In my field of work, I have heard some managers tell the therapists and interventionists not to show any emotion whenever a child on the spectrum gets upset, because they are doing it for attention. Ignore it and keep your face like stone, and they will eventually stop their crying or tantrum.

This piece of advice often makes me cringe, because to me, that is a blanket reaction. Yes, a lot of times kids do fuss and fight and cry because they want attention or they want to get their way. But then I remembered when I was a kid; I didn’t always scream or cry because I was being selfish or demanding. Sometimes I cried because I didn’t think anyone was understanding me, and I wanted someone to stop ignoring or fussing at me long enough to get what I was saying. Now, imagine if you cannot talk. How in the world do you get your thoughts known then, especially when you’re in the midst of a whirlwind of emotion that you have little control over?

Because of this, I now make a point to always acknowledge the emotion the child or teenager is feeling. It may not always help them calm down, but I truly do feel that they know what I am saying or trying to convey. It is usually a simple, heartfelt and honest phrase: “I can see that you are really upset right now” or “I know that this doesn’t feel good to you,” or perhaps “I understand that this is making you sad.” It doesn’t have to be much, just acknowledging that the person is human and having a human reaction that I also understand because I have had it myself. I’ve seen kids calm down (sometimes completely) from this. It doesn’t mean you are being soft, it means you are acknowledging that you hear them, even if they still have to do this thing that they don’t want to do.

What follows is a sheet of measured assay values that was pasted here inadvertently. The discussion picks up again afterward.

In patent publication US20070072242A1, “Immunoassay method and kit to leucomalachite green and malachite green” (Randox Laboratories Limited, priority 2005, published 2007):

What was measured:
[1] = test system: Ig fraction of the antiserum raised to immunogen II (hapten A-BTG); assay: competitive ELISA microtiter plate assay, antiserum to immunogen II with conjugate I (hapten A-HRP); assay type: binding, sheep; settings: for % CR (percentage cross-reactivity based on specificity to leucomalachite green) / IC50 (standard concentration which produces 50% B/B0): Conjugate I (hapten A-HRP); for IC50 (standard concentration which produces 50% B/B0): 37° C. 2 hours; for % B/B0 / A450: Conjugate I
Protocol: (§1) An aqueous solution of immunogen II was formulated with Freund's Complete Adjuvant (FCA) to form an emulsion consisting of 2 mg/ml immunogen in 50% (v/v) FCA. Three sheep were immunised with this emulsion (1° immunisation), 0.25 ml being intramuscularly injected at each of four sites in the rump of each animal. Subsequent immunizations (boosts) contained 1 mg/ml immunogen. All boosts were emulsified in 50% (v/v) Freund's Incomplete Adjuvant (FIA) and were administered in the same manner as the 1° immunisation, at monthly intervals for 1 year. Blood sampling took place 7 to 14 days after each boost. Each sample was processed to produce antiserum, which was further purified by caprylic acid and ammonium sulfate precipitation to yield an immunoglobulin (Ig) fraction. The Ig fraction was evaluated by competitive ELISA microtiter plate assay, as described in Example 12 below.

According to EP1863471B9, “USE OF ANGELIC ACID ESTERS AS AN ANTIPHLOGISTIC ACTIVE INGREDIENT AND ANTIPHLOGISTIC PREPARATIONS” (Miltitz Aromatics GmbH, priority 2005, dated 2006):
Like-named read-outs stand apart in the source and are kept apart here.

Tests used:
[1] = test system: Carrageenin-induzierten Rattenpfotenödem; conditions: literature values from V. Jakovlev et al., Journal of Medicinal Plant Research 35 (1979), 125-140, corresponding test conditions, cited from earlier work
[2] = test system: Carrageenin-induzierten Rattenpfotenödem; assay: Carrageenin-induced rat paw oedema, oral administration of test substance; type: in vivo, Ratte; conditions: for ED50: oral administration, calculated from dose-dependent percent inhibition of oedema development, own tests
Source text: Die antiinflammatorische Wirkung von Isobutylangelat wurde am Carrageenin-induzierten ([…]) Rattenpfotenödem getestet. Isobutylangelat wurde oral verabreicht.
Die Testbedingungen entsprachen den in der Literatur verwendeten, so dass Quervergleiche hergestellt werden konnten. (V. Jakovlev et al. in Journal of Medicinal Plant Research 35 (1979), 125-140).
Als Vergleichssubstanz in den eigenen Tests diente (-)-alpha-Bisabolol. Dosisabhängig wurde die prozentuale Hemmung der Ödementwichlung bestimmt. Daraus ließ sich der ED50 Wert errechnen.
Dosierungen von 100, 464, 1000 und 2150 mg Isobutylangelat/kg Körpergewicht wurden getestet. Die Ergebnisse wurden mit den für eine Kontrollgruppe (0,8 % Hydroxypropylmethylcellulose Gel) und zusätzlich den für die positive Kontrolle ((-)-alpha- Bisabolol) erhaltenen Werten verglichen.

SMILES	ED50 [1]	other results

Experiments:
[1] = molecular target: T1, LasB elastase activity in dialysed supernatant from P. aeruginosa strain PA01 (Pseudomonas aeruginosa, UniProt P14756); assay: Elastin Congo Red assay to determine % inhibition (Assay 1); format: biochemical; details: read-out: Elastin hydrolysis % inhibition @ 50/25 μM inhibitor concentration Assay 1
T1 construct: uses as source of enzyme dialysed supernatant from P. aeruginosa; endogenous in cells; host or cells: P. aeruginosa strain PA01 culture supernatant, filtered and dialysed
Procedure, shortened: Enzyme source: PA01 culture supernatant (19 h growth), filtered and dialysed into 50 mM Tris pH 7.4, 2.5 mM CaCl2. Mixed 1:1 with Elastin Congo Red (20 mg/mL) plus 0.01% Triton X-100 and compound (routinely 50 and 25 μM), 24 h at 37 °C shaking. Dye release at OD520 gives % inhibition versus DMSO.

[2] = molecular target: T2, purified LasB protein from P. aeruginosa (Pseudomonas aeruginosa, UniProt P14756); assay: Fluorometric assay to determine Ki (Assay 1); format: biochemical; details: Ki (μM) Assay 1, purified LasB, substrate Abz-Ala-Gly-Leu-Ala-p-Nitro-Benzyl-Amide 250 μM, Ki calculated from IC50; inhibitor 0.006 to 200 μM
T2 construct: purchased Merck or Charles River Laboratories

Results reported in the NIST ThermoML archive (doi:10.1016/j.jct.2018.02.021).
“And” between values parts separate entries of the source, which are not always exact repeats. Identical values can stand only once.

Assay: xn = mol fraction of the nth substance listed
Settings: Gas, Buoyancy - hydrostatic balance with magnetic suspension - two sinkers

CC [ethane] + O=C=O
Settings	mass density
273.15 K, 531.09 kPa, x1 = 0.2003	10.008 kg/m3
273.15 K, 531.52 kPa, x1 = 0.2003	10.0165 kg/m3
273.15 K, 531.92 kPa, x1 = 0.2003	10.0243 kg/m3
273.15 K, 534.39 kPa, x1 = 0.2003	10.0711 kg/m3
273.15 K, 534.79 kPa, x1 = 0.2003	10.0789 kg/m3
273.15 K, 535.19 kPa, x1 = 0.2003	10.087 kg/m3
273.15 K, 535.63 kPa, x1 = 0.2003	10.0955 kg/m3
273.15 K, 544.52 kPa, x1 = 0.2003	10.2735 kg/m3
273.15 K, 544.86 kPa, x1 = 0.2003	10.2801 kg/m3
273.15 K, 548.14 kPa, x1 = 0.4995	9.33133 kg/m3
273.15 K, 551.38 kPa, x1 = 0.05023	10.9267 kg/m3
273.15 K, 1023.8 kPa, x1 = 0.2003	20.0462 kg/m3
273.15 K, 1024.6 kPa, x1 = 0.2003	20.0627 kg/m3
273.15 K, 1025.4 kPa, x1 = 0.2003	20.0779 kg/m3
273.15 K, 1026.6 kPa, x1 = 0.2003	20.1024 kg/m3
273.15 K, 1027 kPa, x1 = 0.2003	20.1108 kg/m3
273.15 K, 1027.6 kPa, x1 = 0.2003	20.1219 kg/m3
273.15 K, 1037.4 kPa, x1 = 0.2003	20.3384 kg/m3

“I can see that you are really sad, but it is time to go home.” For younger kids or those with receptive skills that need improvement, you can make it more simple (without being condescending): “I know, you’re sad.”

You may feel like your words are falling on deaf ears, but believe me, they’re not.

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